Sunday, April 3, 2016

The Flower Mound

My friend Phil Plank had the great idea to organize a photo walk for the Flower Mound's Nature Facebook group. So it was that about 20 of us found ourselves on the actual Flower Mound this evening, learning about the native prairie and seeing what shots we could find on this 12-acre patch of it.

We're still a little early for wildflowers to be blooming in abundance.  Even so, there were plenty to capture.  I'm afraid I don't know them as well as I should, but thanks to the Facebook group I was reminded that this is Prairie Verbena.

There was some uncertainty as to this one.  I forget that the leaves are often important in an accurate ID, and I often crop them out of my photos because they're not as pretty as the flowers.  Prairie Groundsel seemed the most popular choice, but Engelmann's Daisy and Roundleaf Ragwort were also suggested.

I always find burst seed pods interesting.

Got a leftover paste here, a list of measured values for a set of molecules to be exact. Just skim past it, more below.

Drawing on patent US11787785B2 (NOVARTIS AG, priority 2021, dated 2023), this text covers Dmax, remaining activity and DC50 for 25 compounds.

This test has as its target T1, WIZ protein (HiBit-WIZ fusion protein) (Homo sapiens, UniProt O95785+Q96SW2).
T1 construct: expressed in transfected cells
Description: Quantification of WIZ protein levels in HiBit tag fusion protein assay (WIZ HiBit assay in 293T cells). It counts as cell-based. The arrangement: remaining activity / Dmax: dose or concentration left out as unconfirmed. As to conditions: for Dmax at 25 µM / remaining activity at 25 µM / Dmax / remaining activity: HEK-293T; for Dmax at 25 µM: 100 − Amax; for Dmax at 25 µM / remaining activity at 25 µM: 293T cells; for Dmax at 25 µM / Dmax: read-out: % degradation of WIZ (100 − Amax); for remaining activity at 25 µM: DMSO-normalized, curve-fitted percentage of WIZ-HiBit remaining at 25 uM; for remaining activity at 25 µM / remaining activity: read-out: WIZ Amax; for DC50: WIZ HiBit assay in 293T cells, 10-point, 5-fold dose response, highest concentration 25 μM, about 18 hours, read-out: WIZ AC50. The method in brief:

Bluebonnet, The Flower Mound
Another case of not noticing everything in a picture until I get home and see it on the computer, in this case the little insect hiding amidst the flowers.

Bluebonnets are not native to the North Texas prairie.  Even so, some have been planted outside the fence along the road because people like 'em.  Some didn't get the memo that they weren't supposed to be on the actual mound and had snuck inside.

Damselfly, The Flower Mound
One small damselfly remained motionless long enough for me to squeeze off a couple of shots.

This spider web seemed pretty intricate.  The builder was nowhere to be seen.

I spotted this Scissor-tailed Flycatcher from a ways off.  Their long, split tails are pretty distinctive.

Eastern Bluebird, The Flower Mound
I couldn't get quite close enough to this fellow for a positive ID, but I believe he's an Eastern Bluebird.  The shot is unfortunately heavily cropped.

Foxgloves, The Flower Mound
Foxgloves are a flower I'm always able to identify, and happy to see.

I stopped to shoot this plant because I liked the backlighting.  Through my viewfinder I then noticed all the activity going on, between the flies up top and the spider down low.

It was great to meet a number of people whose pictures I've enjoyed and admired.  Everyone seemed to have fun enjoying a warm spring evening and spending some time with other folks who appreciate the natural beauty we have in our town!

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